Today I’m taking part in a blog tour for Stacy DeKeyser and her book, One Witch at a Time, the sequel to The Brixen Witch, which received two starred reviews and was a Chicago Public Library Best of the Best Pick.
As a stop on the tour, Mother Daughter Book Club has a set of books to give away to a reader with a U.S. address: The Brixen Witch in paperback and One Witch at a Time in hardcover.
Just leave a comment below (before midnight PST on Wednesday, February 25), and tell us about your favorite kinds of stories to read. Please note: the giveaway is closed. Congratulations to Mary on winning.
DeKeyser is also the author of the young adult novel, Jump the Cracks and two nonfiction books for young reader. She lives in Connecticut with her family. To learn more and to download a free, CCSS-aligned discussion guide for One Witch at a Time, visit StacyDeKeyser.com.
Read on to hear what DeKeyer thinks makes a good story and how those stories can have an affect on young readers. Check back tomorrow for my review of One Witch at a Time. And don’t forget to comment for a chance to win these great books for young readers.
What’s the Story REALLY About?
By Stacy DeKeyser
What makes a good story? An exciting plot? Characters you care about? A satisfying ending?
Of course, all those things (and a whole bunch more) are important to making a book memorable and worth passing along to friends. As a writer, I love stories that operate on two levels at the same time. Call them the external story and the internal story.
The external story is pretty obvious, right? It’s the action on the page. It’s where the magic happens (literally, in some books!). In One Witch at a Time, the external story can be summed up like this:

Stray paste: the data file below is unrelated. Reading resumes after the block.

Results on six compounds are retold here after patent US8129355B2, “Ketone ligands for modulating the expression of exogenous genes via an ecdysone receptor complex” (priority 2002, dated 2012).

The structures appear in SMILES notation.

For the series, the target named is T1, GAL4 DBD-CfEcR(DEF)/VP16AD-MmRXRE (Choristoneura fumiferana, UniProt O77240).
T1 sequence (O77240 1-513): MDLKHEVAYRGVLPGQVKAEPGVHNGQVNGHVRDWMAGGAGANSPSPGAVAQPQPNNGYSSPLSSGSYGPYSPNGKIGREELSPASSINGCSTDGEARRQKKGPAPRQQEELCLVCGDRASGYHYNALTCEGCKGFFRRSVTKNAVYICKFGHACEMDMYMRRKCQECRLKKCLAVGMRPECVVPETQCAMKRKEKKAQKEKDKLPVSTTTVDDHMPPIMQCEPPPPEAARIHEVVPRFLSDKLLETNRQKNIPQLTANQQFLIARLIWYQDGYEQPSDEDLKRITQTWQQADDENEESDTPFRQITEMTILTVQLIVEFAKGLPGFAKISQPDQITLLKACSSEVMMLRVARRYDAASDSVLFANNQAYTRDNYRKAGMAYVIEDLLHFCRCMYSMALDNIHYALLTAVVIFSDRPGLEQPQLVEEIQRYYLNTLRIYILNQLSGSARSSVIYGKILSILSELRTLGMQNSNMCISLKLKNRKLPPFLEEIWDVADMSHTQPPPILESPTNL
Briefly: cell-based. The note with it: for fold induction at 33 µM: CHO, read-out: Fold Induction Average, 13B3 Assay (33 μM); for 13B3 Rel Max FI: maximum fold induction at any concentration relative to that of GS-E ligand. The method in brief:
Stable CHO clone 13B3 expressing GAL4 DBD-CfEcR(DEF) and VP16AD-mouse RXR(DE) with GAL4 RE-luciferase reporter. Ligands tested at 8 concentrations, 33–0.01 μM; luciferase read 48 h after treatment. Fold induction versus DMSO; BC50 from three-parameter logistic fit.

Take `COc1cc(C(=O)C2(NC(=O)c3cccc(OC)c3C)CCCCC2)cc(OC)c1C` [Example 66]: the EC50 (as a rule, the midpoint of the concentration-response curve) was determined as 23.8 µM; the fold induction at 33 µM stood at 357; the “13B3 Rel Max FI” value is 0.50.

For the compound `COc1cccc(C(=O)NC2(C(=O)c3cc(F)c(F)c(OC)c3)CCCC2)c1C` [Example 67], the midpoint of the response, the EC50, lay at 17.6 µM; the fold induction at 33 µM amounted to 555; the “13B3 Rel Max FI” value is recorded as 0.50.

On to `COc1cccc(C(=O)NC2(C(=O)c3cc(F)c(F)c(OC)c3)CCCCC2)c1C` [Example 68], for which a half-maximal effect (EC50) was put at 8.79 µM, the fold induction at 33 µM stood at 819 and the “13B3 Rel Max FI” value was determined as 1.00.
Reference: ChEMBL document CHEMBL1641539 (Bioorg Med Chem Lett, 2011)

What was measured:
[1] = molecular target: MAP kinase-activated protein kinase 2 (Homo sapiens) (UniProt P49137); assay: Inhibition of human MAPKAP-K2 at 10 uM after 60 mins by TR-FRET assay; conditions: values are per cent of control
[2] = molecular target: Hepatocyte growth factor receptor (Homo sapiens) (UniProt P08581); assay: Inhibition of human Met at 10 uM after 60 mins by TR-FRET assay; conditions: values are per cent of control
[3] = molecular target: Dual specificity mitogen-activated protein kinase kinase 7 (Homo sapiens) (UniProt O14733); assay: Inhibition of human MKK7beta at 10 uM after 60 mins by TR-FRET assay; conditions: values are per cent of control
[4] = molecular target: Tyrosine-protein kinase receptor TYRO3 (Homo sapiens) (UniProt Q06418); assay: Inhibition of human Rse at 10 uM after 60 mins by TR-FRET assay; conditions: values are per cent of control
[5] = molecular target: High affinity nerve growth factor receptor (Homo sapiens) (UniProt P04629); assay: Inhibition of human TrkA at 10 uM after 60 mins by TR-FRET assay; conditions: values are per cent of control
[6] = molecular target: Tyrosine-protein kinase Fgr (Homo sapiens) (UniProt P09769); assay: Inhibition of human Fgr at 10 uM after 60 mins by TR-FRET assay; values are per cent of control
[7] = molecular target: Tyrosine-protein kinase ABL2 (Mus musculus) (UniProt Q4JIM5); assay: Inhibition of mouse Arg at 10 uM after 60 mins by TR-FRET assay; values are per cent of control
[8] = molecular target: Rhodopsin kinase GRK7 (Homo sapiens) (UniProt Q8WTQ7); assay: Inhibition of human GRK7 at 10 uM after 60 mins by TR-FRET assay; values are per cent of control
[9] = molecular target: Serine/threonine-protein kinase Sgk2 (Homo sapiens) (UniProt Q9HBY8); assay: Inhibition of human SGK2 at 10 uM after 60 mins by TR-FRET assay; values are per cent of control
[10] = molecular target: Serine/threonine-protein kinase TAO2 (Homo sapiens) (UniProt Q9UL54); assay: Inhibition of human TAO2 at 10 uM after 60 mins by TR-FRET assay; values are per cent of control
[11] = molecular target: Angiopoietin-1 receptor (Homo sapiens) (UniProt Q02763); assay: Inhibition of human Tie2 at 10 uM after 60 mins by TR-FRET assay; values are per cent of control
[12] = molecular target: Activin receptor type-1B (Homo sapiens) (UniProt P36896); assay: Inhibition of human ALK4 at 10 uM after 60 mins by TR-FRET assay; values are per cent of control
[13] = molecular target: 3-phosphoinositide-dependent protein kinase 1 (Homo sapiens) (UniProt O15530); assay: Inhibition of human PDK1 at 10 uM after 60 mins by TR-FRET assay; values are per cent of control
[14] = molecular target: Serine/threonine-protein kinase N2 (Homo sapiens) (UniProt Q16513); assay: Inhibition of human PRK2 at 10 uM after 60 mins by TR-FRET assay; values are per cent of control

“A kid named Rudi joins forces with his new friend Agatha to return magic beans to a vindictive neighboring witch, before the foreign magic causes trouble at home in Brixen.”
And then there’s the internal story.
The internal story is what’s going on in the characters’ hearts and heads. It’s what drives the characters to act the way they do. You might say that the internal story is what any good story is REALLY about. The internal story of One Witch at a Time can be summed up like this:
“A kid named Rudi commits some innocent but serious errors in judgment, and sets out to repair the consequences of those errors so that he can redeem himself.”
One story, two very different things going on at the same time. Think of it like this: The external story is what keeps you turning the pages, but the internal story is what makes you care about the characters.
And when you care about the characters, you can more easily put yourself in their shoes. So that reading about the imaginary troubles of two kids in a fantasy world can equip a 21st-century kid to deal with his or her own internal struggles.
A kid today may never have to deal with witches, giants, or magic beanstalks. (Let’s hope not, anyway.) But she WILL make errors in judgment from time to time. We all do. And if that kid reads or hears enough stories, she might remember that kid in some book, who messed up pretty badly, but still managed to redeem himself. And she might think: “If Rudi refused to be defined by his mistakes but instead by his honesty, resourcefulness, and courage in owning up to them and rising above them, then maybe I can, too.”
That’s what a good story is really about.